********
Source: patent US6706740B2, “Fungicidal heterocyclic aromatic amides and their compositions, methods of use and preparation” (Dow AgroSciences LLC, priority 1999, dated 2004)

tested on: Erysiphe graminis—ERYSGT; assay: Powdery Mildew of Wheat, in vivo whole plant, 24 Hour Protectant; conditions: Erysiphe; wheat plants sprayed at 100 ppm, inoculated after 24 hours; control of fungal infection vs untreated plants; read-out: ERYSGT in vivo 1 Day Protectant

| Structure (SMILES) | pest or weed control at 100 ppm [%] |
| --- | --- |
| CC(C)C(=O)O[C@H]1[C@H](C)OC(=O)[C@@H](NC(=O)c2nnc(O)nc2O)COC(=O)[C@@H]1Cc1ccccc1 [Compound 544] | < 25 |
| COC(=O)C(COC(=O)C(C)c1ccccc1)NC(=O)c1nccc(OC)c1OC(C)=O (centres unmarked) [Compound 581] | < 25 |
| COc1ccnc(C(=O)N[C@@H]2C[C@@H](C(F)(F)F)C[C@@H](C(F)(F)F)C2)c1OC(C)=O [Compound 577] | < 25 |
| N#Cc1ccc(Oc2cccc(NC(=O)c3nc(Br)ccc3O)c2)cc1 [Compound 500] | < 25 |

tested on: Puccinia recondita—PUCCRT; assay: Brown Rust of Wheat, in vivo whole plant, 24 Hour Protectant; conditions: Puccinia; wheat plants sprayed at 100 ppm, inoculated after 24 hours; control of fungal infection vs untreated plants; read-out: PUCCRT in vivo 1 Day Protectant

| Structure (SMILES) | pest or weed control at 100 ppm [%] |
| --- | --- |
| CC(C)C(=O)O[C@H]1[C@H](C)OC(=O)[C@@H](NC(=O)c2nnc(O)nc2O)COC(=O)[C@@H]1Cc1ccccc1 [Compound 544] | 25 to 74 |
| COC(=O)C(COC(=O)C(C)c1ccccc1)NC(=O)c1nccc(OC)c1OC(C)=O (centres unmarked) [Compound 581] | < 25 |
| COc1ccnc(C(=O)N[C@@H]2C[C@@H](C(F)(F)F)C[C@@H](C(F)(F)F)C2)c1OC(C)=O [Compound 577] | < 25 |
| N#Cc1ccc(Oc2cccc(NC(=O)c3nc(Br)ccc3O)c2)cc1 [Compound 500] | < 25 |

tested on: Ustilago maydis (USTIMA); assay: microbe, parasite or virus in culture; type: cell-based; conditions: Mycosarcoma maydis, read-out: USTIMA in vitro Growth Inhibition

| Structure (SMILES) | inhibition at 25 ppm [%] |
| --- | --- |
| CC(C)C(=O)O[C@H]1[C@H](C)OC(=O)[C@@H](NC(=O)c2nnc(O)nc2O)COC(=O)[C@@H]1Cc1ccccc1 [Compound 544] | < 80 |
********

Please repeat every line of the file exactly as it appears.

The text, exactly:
Source: patent US6706740B2, “Fungicidal heterocyclic aromatic amides and their compositions, methods of use and preparation” (Dow AgroSciences LLC, priority 1999, dated 2004)

tested on: Erysiphe graminis—ERYSGT; assay: Powdery Mildew of Wheat, in vivo whole plant, 24 Hour Protectant; conditions: Erysiphe; wheat plants sprayed at 100 ppm, inoculated after 24 hours; control of fungal infection vs untreated plants; read-out: ERYSGT in vivo 1 Day Protectant

| Structure (SMILES) | pest or weed control at 100 ppm [%] |
| --- | --- |
| CC(C)C(=O)O[C@H]1[C@H](C)OC(=O)[C@@H](NC(=O)c2nnc(O)nc2O)COC(=O)[C@@H]1Cc1ccccc1 [Compound 544] | < 25 |
| COC(=O)C(COC(=O)C(C)c1ccccc1)NC(=O)c1nccc(OC)c1OC(C)=O (centres unmarked) [Compound 581] | < 25 |
| COc1ccnc(C(=O)N[C@@H]2C[C@@H](C(F)(F)F)C[C@@H](C(F)(F)F)C2)c1OC(C)=O [Compound 577] | < 25 |
| N#Cc1ccc(Oc2cccc(NC(=O)c3nc(Br)ccc3O)c2)cc1 [Compound 500] | < 25 |

tested on: Puccinia recondita—PUCCRT; assay: Brown Rust of Wheat, in vivo whole plant, 24 Hour Protectant; conditions: Puccinia; wheat plants sprayed at 100 ppm, inoculated after 24 hours; control of fungal infection vs untreated plants; read-out: PUCCRT in vivo 1 Day Protectant

| Structure (SMILES) | pest or weed control at 100 ppm [%] |
| --- | --- |
| CC(C)C(=O)O[C@H]1[C@H](C)OC(=O)[C@@H](NC(=O)c2nnc(O)nc2O)COC(=O)[C@@H]1Cc1ccccc1 [Compound 544] | 25 to 74 |
| COC(=O)C(COC(=O)C(C)c1ccccc1)NC(=O)c1nccc(OC)c1OC(C)=O (centres unmarked) [Compound 581] | < 25 |
| COc1ccnc(C(=O)N[C@@H]2C[C@@H](C(F)(F)F)C[C@@H](C(F)(F)F)C2)c1OC(C)=O [Compound 577] | < 25 |
| N#Cc1ccc(Oc2cccc(NC(=O)c3nc(Br)ccc3O)c2)cc1 [Compound 500] | < 25 |

tested on: Ustilago maydis (USTIMA); assay: microbe, parasite or virus in culture; type: cell-based; conditions: Mycosarcoma maydis, read-out: USTIMA in vitro Growth Inhibition

| Structure (SMILES) | inhibition at 25 ppm [%] |
| --- | --- |
| CC(C)C(=O)O[C@H]1[C@H](C)OC(=O)[C@@H](NC(=O)c2nnc(O)nc2O)COC(=O)[C@@H]1Cc1ccccc1 [Compound 544] | < 80 |